A survey conducted by Barnett Waddingham found that 39% of employees felt that their mental health declined due to their organisation’s failure to support their wellbeing during the pandemic and resulted in 30% of those surveyed searching for a new role. Money worries contributed significantly to mental health issues among those who were surveyed. However, financial reward is not enough to prevent work associated mental health issues. Lockdown significantly blurred the lines between work and home life and introduced the notion of a work-life “blend”. Employers are encouraged to correct the “always on” culture that has presented itself in many pockets of industry and which continues to contribute to employee burnout.
Since 2019, burnout has been classed as a disease by the World Health Organisation. It is described as a “syndrome conceptualised as resulting from chronic workplace stress that has not been successfully managed”. Some organisations have acknowledged the importance of handling workplace stress – Nike shut down its headquarters for a week to allow employees time to unwind from workplace pressures and the Scottish government announced a proposal to introduce a “right to disconnect” for its employees in December (see our recent blog post on this here). There have been calls for the awaited Employment Bill to introduce a right to disconnect for all UK workers. However, the UK government has not yet confirmed whether this right will be included in the bill.
There is a financial advantage to introducing mental health interventions for those in the workplace. Analysis conducted by Deloitte found that for every £1 spent by employers on mental health interventions they get £5 back in reduced absence, presenteeism and staff turnover. Proactive employers may therefore wish to review their policies in relation to out-of-hours working. Better still, requesting employee feedback and involving staff in the process of implementing any new measures may lead to greater engagement and confidence in the support offered.
Inclusion of neurodivergent workers
Workplace diversity has been another big focus in recent years. However, that focus has often been limited to gender and race. What about those who are neurodivergent? Neurodivergent people are those whose brains process, learn or behave differently to what is deemed “typical”. They may be autistic, have Attention Deficit Hyperactivity Disorder or dyslexia. Neurodivergent people are frequently overlooked by employers and have higher rates of unemployment compared to neurotypical individuals. Neurodiversity in Business, a business-led industry group, highlights that those who are neurodivergent have a lot to offer employers in terms of skills and talents. These skills and talents could flourish within the right role and at the right organisation. For example, those who have autism may have strong attention to detail and be able to develop and analyse highly technical work, and those who are dyslexic may have enhanced verbal and problem-solving skills.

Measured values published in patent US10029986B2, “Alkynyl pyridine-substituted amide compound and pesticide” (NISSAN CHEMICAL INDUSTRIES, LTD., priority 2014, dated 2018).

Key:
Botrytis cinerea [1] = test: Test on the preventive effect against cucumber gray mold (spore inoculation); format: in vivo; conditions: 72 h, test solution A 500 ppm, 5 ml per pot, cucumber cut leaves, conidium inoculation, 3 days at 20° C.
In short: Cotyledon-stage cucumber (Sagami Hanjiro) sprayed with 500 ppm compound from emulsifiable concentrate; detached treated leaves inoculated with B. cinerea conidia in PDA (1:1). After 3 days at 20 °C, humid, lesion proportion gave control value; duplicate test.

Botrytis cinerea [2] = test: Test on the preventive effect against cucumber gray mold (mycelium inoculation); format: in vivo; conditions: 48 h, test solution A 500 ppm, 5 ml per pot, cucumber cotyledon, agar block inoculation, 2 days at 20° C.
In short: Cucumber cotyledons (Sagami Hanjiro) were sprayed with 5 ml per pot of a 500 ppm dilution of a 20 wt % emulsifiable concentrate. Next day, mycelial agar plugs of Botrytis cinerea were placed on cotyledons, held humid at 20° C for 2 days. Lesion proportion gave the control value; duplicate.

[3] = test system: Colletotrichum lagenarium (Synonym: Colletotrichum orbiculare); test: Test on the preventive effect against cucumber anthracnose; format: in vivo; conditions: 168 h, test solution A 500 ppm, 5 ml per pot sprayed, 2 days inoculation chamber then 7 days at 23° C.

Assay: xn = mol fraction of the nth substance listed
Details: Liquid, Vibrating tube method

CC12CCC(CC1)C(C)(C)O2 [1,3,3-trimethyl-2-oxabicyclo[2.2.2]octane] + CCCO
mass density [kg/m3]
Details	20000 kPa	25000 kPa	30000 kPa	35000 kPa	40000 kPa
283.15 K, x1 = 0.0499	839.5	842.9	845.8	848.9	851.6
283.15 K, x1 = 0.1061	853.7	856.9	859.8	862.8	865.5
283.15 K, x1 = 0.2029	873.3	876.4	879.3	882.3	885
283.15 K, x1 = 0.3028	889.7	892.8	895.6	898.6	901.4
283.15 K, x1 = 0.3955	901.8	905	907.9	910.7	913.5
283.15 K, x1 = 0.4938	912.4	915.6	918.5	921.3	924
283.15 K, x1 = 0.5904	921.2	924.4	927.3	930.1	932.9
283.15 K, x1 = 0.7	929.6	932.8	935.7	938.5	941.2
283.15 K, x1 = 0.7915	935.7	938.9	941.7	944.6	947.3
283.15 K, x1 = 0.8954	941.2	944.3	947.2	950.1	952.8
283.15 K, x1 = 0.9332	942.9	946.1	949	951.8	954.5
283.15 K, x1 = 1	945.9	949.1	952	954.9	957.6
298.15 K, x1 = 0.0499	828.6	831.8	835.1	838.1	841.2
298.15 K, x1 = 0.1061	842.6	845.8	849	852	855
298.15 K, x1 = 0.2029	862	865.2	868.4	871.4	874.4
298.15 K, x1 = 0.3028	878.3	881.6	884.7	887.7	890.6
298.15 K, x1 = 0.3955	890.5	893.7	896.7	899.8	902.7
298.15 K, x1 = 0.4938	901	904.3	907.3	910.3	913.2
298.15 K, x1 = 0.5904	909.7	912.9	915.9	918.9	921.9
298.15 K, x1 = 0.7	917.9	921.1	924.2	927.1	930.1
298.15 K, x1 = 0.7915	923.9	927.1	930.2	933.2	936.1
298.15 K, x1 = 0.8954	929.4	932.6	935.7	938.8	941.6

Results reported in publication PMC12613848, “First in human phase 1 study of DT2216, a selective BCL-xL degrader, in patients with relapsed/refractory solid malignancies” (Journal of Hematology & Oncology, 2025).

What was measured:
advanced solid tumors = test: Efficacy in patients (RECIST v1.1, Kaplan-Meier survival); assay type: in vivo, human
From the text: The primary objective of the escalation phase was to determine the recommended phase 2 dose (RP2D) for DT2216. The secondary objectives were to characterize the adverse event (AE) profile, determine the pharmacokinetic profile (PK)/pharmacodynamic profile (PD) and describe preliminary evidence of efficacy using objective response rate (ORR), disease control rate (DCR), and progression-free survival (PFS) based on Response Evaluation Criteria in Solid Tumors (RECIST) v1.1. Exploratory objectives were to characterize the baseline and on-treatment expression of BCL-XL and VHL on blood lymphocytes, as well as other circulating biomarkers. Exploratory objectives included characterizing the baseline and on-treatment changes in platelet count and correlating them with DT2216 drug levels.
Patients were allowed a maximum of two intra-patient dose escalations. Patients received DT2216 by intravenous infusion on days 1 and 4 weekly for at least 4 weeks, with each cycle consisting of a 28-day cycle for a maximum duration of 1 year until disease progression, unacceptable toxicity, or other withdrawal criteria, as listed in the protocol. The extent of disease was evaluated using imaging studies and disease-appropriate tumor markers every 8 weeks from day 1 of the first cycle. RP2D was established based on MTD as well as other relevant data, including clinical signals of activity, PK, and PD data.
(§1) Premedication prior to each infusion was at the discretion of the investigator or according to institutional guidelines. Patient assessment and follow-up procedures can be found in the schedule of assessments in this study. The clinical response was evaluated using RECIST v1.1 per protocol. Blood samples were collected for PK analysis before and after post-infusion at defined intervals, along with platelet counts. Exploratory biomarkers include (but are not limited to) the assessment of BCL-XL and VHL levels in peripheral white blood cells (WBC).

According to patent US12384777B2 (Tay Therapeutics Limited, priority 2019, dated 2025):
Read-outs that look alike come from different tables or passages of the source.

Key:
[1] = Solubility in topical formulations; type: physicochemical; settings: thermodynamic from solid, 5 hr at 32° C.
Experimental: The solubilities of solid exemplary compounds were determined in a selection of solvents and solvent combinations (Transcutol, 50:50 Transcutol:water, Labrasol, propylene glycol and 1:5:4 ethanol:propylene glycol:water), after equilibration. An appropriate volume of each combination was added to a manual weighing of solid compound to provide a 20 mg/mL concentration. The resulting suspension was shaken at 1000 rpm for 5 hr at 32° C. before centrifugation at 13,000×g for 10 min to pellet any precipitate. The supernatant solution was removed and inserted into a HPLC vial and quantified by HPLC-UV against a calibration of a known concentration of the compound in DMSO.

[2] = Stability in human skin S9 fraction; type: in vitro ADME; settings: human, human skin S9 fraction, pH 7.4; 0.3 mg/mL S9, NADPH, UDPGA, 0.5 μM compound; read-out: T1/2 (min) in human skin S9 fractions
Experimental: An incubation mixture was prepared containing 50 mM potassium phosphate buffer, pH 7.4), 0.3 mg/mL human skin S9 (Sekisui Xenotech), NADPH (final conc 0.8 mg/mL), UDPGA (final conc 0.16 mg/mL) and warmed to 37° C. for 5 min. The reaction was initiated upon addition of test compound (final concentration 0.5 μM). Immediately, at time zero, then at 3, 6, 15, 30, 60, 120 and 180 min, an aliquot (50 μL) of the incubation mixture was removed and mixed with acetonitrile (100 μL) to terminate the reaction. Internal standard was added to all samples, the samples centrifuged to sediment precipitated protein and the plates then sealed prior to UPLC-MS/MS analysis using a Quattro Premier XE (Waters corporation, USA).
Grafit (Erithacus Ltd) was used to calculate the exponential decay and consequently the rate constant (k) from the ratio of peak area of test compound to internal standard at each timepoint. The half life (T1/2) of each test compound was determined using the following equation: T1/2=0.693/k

Employers should proactively try to remove barriers during the recruitment, interviewing and on-boarding processes which exist for neurodivergent candidates and be open to exploring how their skills could fit within their organisation. For example, employers could ask if an autistic candidate has a communication style preference or check if a dyslexic candidate would benefit from the provision of a talking calculator for any assessments they may need to undertake. As with any application or interview processes, whether for neurodivergent individuals or otherwise, employers should consider whether the candidate has a disability which may require reasonable adjustments.
We enter 2022 in a unique position where the old notion of the “working world” has been called into serious question with the result that there are many opportunities to improve employees’ experience at work and for businesses to reap the benefits of that. One thing is becoming increasingly clear: remaining wedded to old practices, while the world around us has changed so drastically, may no longer attract and retain top talent. So perhaps now, while things feel very much up in the air, it is time to throw caution to the wind, redefine what “normal” looks like and step into the shoes of some of these big ideas. While not all of the ideas mentioned in this article will be appropriate for all industries or work types, there are some key themes that remain relevant for all employers, whatever sector they operate within: promoting the inclusion, diversity and wellbeing of all their staff to foster stronger and enduring working relationships and so seek increased productivity rather than just more hours.